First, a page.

4. Bereishit Raba 19:22 – If Adam had the opportunity, he would eat from the Tree of Knowledge of Good and Evil again. Rav Abba Bar Kahana said: When Adam confessed to God that he had eaten from the tree, he said, “And I eat from the tree” (Bereishit 3:13). The Torah does not write that “Adam ate from the Tree.” This comes to teach that Adam ate from the tree and (if he faced the choice in the future), he would do so again.

,‫א”ר אבא בר כהנא ואכלתי אין כתיב כאן אלא ואוכל‬ .‫אכלתי ואוכל‬

By choosing not to eat from that Tree, he could have lived forever in the utopian Gan Eden (Garden of Eden) without all the challenges and hardships of living in this world, including death! How can that be?

5. Rabbi Yosef Kaufman, Yeshiva Machon Yaakov, Jerusalem – Adam desired a world based on total bechira, free choice. Based on Rav Dessler (above), the Midrash is teaching us that ultimately living more “independently” of God with the full reign to exercise free will to decide to come closer to God is a higher ideal for man, rather than living an eternal, intrinsically lofty existence in Gan Eden!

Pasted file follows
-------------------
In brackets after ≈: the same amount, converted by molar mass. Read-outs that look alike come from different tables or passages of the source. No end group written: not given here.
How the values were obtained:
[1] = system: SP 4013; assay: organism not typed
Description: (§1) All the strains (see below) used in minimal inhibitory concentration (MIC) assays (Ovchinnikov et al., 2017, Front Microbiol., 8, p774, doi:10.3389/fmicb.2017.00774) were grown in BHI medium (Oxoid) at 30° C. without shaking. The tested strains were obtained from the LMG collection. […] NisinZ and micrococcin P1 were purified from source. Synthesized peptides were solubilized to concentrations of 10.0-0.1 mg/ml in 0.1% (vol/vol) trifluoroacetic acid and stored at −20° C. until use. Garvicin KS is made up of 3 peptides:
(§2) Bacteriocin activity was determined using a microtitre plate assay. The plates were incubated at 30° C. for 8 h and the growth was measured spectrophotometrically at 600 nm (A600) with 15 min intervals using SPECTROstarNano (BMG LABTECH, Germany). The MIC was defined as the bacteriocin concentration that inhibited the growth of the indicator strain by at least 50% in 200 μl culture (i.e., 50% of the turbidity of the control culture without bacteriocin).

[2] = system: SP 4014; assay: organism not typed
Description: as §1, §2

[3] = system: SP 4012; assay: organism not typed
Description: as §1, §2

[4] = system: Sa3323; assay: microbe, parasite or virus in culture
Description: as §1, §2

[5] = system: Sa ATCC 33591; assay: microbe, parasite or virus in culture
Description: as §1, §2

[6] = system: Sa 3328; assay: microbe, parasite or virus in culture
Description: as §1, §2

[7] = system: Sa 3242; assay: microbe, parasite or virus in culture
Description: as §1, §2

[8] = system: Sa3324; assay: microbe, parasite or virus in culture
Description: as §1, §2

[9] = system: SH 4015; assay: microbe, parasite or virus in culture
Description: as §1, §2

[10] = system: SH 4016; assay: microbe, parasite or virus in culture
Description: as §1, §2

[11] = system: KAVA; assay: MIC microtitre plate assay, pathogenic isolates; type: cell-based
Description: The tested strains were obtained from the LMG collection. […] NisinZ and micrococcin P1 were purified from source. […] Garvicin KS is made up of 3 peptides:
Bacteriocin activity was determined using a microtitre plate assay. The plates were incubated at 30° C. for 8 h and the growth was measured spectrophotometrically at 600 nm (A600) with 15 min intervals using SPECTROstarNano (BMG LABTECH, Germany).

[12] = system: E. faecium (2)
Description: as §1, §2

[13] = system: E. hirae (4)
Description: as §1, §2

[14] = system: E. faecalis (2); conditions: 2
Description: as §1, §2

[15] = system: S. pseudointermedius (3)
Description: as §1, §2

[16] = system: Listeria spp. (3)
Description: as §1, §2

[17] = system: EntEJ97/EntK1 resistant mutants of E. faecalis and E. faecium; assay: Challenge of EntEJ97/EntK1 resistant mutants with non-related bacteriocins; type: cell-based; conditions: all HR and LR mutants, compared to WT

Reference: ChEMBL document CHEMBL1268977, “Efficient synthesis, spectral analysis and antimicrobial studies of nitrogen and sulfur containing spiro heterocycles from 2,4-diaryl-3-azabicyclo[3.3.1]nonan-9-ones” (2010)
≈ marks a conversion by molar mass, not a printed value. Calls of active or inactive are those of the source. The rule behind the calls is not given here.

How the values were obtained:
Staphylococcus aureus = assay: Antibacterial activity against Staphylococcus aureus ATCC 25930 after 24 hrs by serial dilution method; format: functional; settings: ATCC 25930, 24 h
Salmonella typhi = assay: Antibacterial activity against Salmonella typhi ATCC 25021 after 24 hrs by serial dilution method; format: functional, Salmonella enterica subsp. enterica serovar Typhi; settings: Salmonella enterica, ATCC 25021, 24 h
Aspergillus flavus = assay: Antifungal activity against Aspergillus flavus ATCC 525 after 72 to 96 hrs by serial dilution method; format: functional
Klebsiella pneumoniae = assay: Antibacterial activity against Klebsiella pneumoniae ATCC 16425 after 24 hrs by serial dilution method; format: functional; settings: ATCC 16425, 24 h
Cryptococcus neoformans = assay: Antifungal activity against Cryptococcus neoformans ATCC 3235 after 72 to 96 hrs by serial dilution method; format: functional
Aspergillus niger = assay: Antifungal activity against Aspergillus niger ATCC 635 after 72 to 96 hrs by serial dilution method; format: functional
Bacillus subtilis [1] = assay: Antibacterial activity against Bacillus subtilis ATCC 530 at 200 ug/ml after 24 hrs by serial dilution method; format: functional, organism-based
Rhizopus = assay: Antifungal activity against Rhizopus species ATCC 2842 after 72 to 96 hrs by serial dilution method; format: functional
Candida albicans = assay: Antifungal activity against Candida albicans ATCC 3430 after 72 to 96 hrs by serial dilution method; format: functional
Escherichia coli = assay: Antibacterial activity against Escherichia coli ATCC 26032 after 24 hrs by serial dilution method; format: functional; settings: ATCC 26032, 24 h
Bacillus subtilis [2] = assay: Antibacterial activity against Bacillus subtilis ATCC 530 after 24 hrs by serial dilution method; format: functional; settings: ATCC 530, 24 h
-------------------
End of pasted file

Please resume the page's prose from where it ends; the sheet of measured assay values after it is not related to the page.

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When the Midrash relates that Adam HaRishon said that he’d eat from the Tree again, what he was in essence doing was choosing an approach to serving God based on bechira, free choice. If he hadn’t eaten from the tree, then his way of serving God would have been based on something other than bechira. Once he ate from the tree, though, and unlimited bechira was then the tool – the only tool – to approach God, then that tool had to be highlighted. It had to remain effective. And to keep that unlimited bechira effective, as the sharp tool needed to approach God, then other environmental changes had to be effected. For example, if you can know the future or live forever or can know the full consequences of your choices or be able to perceive God sensorially, then that would be too impactful on one’s bechira, and one’s bechira would become a limited, blunt tool, and not the effective approach to God. Hence, bechira demands that we live in an uncertain, challenging world, even with death, to earn our reward in the Next World and be able to become close to God. Finally, according to the Zohar, each person chooses to be born in this world. Before each soul is brought into this world, God shows the soul what his life will be like and only after the soul says “Amen” and chooses that life, is he born. This means that each of us really did choose our life. (See Sefer Beit Yaakov, Yaakov ben Mordechai Yosef Leiner.) Consequently, our lifetime mission is to use our free will to strive for spiritual growth so we may build a relationship with God.